Venice photographer David Zentz’s clever art book documents the Hitchcockian arrival of Bird scooters

By Joe Piasecki

Capturing the unique character and energy of people and places is how David Zentz makes a living, but in his latest project the Venice photographer manifests the lifelike qualities — sometimes graceful, sometimes comical, sometimes creepy — of the increasingly ubiquitous electric scooters just outside his doorstep.

It all started in late January or early February, when Zentz skated past a solitary Bird scooter parked at the edge of the bike path.

“Something about it made me think it looked like an animal, like it was sitting there watching the sunset,” Zentz recalls of the inspiration for “The Birds,” his new photo book  satirically juxtaposing the arrival of Bird scooters in Venice and Santa Monica with dialogue from Alfred Hitchcock’s classic thriller “The Birds.”

David Zentz’s photography in “The Birds” conveys the ubiquitous, curious and often animalistic qualities of electric scooters in their natural habitat

“I didn’t have a camera on me at the time, but I thought it would be a cool series to shoot them isolated, with no one on them, because that’s how everyone first noticed them — these random objects just parked throughout the community all of a sudden, and in certain light they kind of feel like living things,” he says. “They were growing in number so much that it was kind of like they were taking over, and later it just dawned on me that this is the plot of ‘The Birds’ … a bunch of crazy birds taking over a California beach town.”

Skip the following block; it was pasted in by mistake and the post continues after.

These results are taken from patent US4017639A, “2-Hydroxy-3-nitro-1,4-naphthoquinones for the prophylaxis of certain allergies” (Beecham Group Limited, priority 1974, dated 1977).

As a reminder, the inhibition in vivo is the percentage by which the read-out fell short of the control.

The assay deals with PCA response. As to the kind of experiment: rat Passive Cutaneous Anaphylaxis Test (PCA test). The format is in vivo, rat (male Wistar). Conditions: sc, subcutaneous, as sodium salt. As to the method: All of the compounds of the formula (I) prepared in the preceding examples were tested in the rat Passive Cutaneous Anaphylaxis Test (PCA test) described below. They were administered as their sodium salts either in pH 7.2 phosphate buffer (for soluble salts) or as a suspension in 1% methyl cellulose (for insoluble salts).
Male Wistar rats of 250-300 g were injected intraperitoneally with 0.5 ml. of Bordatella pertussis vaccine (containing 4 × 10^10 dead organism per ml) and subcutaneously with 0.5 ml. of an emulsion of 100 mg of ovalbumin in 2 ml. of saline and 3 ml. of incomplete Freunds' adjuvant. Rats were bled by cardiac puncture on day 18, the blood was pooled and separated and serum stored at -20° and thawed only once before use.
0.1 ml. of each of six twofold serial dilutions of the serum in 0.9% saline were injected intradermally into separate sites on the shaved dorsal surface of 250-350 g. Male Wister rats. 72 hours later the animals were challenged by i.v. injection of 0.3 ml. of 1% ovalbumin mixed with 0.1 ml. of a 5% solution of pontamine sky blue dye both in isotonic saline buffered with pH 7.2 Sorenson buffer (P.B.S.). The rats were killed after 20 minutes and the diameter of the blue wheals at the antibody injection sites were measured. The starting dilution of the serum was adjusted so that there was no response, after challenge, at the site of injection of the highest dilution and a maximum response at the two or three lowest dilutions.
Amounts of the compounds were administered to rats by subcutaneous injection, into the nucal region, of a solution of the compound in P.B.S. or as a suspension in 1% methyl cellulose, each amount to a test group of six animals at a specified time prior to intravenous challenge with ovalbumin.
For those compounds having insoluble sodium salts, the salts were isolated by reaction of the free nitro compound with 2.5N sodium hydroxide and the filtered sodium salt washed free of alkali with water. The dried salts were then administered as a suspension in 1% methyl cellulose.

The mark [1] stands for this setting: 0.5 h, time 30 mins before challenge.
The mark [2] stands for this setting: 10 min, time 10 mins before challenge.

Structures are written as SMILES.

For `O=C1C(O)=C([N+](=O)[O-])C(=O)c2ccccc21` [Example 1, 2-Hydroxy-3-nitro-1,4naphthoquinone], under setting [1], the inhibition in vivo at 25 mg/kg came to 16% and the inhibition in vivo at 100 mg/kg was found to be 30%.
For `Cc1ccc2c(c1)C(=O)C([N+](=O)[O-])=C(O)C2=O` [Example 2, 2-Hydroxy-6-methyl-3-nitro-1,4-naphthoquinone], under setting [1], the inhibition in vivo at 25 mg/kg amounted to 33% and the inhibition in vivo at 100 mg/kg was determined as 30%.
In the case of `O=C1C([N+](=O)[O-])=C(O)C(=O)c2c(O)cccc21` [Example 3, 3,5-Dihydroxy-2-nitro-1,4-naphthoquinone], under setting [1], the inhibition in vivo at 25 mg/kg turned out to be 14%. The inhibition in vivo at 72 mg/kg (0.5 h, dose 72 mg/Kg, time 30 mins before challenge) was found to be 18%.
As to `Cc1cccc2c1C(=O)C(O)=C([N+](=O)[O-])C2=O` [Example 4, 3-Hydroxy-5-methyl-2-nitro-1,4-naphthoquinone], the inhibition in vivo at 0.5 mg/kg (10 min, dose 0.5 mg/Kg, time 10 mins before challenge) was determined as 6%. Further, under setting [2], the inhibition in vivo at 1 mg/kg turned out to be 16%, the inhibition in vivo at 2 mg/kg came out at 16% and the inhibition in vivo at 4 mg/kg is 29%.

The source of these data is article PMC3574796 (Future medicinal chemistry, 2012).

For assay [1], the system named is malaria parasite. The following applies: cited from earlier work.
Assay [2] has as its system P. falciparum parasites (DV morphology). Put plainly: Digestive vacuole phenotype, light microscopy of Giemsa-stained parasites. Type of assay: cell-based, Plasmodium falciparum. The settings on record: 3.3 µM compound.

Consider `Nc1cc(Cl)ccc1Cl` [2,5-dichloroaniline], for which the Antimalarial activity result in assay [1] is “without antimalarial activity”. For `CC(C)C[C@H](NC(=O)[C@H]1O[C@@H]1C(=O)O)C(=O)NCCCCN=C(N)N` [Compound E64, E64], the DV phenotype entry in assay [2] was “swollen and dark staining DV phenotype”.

Case in point: “I saw an article out of Boston a couple months ago that was like ‘Could they come here? Are we next?’ [laughs], so it is like something out of a horror film — this thing spreading across the country,” he says.

Zentz wrapped up shooting in June, launched a successful Kickstarter for his 100-page photobook in July, and plans to start selling copies through his website ( later this month. Amid the growing controversy surrounding grab-and-go scooters, he wants the work to stand as a photographic documentary of how the scooter phenomenon began — wherever government regulations and public sentiment take the issue from here.

“I tried to withhold judgment. I wasn’t just trying to shoot them in crazy situations — knocked over, in piles, or destroyed. … Especially in this community, I thought this form of transportation is a great idea, but I also saw that it was incredibly problematic,” he says. “Now that they’re everywhere, I’d probably prefer to see less of them, but I do still think this can be a good form of transportation.”

Despite the increasingly vocalized frustrations of scooter critics, Zentz says reactions to his project have so far been generally positive — or at least not angry.

“People either don’t get it, or they love it. I’ve even had Bird employees buy copies,” he says. “I’m glad they don’t see it as mean-spirited. I’m just trying to show it how it is.”